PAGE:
October 19, 2023

OSHA Extends Comment Period for Proposal Clarifying Who Can Act as Employee Representatives during Inspections

Stakeholders now have an additional two weeks to submit comments on a new proposed rule from OSHA that would revise regulations related to employees’ ability to select a representative to accompany compliance safety and health officers during workplace inspections. The comment period for this proposal, which was originally set to close on Oct. 30, will now end on Nov. 13, 2023. According to OSHA, stakeholders requested a 60-day extension of the comment period, but the agency “believes that a two-week extension is sufficient and appropriate in order to balance [OSHA’s] need for timely input” with stakeholders’ request.

The Federal Register notice outlining OSHA’s proposal explains that the Occupational Safety and Health Act “grants a representative of the employer and a representative authorized by employees the opportunity to accompany OSHA during the physical inspection of the workplace for the purpose of aiding the inspection.” The agency’s proposed changes were prompted by the decision of a district court, which concluded that OSHA’s longstanding interpretation of one of the OSH Act’s implementing regulations—that the Act permits third-party representatives authorized by employees to join compliance officers during inspections—was not consistent with the regulation.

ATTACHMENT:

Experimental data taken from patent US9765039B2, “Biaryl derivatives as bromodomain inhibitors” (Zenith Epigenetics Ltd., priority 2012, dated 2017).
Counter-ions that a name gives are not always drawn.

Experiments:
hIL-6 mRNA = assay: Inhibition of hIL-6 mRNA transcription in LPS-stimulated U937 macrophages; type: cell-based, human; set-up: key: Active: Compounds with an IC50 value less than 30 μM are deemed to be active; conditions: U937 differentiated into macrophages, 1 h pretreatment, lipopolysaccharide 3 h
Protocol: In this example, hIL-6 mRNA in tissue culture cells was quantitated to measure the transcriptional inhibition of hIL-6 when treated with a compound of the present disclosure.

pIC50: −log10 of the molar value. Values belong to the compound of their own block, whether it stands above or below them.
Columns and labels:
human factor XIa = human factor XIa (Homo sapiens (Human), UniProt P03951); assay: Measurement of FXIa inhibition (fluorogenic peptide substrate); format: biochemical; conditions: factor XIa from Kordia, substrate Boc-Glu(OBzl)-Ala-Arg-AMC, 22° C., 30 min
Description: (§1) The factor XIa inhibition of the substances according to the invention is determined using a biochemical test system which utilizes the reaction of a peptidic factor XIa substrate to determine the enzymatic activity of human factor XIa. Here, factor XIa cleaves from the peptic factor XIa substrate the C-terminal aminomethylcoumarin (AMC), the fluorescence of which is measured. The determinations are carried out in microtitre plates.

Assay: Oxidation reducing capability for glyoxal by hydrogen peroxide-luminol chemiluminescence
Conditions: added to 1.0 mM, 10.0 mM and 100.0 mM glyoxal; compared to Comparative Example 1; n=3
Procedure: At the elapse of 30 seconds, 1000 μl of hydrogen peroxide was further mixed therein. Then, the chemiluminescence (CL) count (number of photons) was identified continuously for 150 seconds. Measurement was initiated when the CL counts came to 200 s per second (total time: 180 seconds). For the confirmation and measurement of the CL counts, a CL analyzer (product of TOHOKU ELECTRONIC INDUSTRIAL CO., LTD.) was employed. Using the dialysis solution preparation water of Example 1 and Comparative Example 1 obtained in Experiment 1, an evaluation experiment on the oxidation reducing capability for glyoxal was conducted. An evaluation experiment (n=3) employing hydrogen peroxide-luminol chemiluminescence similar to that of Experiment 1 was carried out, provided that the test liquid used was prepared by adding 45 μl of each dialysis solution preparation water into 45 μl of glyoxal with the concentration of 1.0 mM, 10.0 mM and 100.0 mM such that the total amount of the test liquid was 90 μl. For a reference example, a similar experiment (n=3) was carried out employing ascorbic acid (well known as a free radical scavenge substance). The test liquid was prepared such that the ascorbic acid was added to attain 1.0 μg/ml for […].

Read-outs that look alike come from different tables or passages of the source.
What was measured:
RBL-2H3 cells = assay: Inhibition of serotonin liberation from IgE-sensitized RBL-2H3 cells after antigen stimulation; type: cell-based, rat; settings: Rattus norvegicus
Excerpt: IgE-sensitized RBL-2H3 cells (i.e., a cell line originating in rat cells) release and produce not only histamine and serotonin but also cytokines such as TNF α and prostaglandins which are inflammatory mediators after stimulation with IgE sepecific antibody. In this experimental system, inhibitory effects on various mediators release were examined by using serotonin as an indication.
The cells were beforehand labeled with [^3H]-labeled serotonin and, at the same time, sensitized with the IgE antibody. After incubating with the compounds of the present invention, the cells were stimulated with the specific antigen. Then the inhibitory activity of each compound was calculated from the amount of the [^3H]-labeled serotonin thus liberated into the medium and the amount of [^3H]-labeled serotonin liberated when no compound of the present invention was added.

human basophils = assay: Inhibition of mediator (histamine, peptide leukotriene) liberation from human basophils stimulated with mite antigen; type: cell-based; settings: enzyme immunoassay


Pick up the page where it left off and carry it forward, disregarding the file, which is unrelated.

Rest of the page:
OSHA’s proposed revisions seek to clarify two aspects of the relevant regulation, 29 CFR 1903.8(c). First, the proposal clarifies that employees may authorize a representative who is an employee of the employer or a non-employee third party to accompany OSHA compliance officers on walkaround inspections. Second, the agency’s proposed changes make clear that third-party representatives authorized by employees “may be reasonably necessary to the conduct of an effective and thorough physical inspection of the workplace by virtue of their knowledge, skills, or experience.” For example, these representatives may have experience with particular hazards or workplace conditions, or they may possess language skills that would help facilitate communication between workers and compliance officers.

To learn more, refer to OSHA’s earlier press release and the original Federal Register notice.